Sometime in the future, not too distant in the 21st century ...
The world no longer looked as beautiful as one used to experience or dream about. Many wars broke the economic spine of developed countries and not to speak about the developing nations. Health crises, like unknown infections and alarming hormonal abnormalities, became too common. Unbridled chemical and genetic research resulted in more harm than good as humans felt being cursed by their own Frankensteinian experiments and actions. Environmental degradation and nuclear disasters disfigured the face of earth to such an extent that the drought-hit and desert-ridden plains turned brownish – appearing more conspicuously violent than the stale oceanic blue – as the myriad satellites flashed images.
All these cataclysmic events have impoverished most of the people as the foresighted rich had already migrated to space townships, thanks to spaceships. Despite the unfortunate possibility of their imminent gradual extinction, humans have not yet seemed to think of ending their unceasing internecine conflicts, which they themselves have been spearheading since long with their uncompromising divisive tendencies.
The year is 2040!
Ring ... ring ... ring ...
“Hello! This is Spaticon,” the pope answers the call.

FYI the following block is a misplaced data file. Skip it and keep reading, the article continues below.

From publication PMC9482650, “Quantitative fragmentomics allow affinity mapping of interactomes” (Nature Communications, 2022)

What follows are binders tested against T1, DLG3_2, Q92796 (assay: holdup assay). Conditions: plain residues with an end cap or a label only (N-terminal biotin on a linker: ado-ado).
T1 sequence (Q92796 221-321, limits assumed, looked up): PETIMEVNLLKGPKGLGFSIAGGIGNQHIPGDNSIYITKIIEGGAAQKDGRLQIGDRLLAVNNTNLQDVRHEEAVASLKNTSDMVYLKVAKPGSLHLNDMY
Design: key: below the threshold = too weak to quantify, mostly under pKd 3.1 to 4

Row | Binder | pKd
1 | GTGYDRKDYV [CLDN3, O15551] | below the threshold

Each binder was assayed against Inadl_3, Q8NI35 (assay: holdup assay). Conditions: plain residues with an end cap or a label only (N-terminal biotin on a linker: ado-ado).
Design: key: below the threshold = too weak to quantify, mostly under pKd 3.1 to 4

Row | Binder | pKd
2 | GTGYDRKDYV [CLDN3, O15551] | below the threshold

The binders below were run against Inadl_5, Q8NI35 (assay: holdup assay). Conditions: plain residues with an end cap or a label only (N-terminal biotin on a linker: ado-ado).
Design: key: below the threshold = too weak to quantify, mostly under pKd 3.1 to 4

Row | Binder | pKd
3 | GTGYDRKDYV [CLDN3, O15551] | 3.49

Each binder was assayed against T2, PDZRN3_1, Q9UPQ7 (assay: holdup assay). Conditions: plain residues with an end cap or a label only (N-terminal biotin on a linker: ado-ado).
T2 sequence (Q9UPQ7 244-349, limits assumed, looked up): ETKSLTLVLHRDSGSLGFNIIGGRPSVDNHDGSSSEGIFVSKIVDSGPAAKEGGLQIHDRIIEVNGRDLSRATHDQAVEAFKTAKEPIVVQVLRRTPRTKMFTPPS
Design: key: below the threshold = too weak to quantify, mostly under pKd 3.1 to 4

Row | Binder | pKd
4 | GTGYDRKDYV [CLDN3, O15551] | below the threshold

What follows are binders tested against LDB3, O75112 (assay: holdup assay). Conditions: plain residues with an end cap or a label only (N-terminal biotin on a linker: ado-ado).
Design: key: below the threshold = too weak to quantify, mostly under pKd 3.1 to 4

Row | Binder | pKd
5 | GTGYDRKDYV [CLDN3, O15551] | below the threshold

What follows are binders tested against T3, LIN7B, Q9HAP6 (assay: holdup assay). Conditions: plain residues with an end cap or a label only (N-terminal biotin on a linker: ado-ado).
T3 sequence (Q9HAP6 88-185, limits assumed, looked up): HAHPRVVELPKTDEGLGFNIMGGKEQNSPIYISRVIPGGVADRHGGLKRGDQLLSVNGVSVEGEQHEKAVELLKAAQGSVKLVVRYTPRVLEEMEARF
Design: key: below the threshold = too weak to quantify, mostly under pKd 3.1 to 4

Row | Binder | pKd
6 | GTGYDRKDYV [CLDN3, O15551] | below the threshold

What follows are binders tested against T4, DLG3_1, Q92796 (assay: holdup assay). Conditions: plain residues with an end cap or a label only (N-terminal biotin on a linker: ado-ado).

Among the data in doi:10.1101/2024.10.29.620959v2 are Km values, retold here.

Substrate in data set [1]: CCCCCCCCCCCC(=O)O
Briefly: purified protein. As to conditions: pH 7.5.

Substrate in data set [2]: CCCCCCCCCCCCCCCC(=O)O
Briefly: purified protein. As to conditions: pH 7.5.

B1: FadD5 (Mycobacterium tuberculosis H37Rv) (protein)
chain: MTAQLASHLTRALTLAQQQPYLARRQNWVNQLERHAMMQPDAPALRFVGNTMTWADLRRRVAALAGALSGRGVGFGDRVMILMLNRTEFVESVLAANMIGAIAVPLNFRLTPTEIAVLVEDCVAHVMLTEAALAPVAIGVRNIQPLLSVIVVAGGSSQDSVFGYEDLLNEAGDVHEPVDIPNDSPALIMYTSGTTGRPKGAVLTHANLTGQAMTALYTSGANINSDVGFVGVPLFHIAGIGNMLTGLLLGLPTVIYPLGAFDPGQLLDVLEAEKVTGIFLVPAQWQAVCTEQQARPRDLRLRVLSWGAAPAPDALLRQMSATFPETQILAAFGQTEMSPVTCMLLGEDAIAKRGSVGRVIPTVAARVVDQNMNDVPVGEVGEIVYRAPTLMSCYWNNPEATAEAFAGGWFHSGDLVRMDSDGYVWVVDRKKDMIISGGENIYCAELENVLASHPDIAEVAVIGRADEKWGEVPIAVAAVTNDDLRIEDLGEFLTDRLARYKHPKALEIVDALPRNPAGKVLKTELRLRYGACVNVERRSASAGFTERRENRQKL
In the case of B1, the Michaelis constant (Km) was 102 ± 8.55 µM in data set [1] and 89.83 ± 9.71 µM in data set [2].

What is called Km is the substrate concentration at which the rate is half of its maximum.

“Good morning, Your Grace! I am the archbishop, speaking from Winterbury,” Archbishop Sean says from the other end of the line.
The pope is somewhat amused to get the call in the wee hours. “Nice morning, Your Excellency! Hope all is well.”
“Something urgent, Your Grace! I apologize for disturbing you at this odd time ... it is just to share my thoughts as I hardly sleep nowadays,” an apologetic Sean replies.
“Oh! Not at all. Though unusual, I am pleased to talk ... any botheration from the royals?” an anxious pope says.
“By no means, Your Grace! The royals are kind and generous. But I am perturbed about the way the rift among faiths is troubling Europe so badly.” Sean is worried.
The pope turns pensive. “That’s a fact, Your Excellency! I have not yet forgotten about the mediaeval wars that were fought between and within the nations. Also, those weary crusades ... a lot of blood spilled in the name of religion.”
Archbishop Sean is silent for a while and puts forth his point. “Yes, Your Grace! Of late, the scuffles are much more severe ... almost every faithful is in an unpleasant strife with his or her counterpart of other faiths. We need to do something because people repose confidence in us, better than their political leaders.”
The pope accedes. “Yes! We, the spiritual heads ought to take responsibility to ensure a peaceful world. We will see to it.”
While touring Africa, Chief Rabbi Moshe meets Grand Imam Al Wazir at Algiers.
“Don’t you think, Your Eminence, that we, the spiritual leaders, have been duty-bound to preserve amity among all our faithful?’ mumbles the grand imam during their discussion on contemporary international affairs.
The chief rabbi nods his head in endorsement saying, “True, Your Holiness! World leaders have been striving to maintain peace across the regions and nations, but the results are not encouraging. Scientists and intellectuals too did their best to unite people but to no avail. Now, as a last resort to save humanity from the ongoing violent confrontations, we have to take initiative.”
“I am with you, Your Eminence!” the grand imam concurs.
The Oriental Spiritual Forum is in session in one of its largest congregations at Nagasaki on “Peace in Asia”.